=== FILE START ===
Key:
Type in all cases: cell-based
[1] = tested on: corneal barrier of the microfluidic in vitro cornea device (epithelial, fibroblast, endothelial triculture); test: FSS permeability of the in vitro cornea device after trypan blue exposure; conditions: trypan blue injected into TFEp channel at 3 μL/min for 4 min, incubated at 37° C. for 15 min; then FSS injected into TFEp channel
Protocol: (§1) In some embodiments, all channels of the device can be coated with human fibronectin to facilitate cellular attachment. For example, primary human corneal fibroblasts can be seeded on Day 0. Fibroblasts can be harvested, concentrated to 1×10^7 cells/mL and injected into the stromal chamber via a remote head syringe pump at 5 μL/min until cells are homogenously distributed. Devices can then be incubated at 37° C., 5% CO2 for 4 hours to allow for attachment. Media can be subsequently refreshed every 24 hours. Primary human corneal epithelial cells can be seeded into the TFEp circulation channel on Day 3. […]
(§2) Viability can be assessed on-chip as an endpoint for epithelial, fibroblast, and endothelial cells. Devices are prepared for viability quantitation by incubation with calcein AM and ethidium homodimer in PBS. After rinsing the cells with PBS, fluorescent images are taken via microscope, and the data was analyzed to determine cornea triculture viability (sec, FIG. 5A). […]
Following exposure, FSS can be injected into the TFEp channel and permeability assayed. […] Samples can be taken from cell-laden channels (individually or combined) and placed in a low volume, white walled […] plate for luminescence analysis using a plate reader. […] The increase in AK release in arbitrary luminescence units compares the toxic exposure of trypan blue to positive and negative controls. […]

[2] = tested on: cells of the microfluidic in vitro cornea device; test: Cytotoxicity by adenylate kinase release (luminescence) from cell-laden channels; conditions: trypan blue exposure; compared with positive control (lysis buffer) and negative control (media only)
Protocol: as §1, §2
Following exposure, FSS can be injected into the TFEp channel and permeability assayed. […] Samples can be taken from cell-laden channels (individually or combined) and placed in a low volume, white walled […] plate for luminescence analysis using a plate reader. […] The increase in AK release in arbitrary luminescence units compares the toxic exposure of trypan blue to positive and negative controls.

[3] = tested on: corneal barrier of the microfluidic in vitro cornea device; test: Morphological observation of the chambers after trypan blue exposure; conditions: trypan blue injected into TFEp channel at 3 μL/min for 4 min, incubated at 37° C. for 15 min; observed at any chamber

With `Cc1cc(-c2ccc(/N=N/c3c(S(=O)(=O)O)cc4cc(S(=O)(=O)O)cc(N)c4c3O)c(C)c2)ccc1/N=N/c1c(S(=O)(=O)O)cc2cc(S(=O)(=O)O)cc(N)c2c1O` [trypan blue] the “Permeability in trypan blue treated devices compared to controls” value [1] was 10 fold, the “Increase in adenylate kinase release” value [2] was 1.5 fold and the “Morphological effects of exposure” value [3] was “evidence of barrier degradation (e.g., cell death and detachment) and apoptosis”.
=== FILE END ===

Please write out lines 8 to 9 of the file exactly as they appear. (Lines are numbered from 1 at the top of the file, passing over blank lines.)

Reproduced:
Protocol: as §1, §2
Following exposure, FSS can be injected into the TFEp channel and permeability assayed. […] Samples can be taken from cell-laden channels (individually or combined) and placed in a low volume, white walled […] plate for luminescence analysis using a plate reader. […] The increase in AK release in arbitrary luminescence units compares the toxic exposure of trypan blue to positive and negative controls.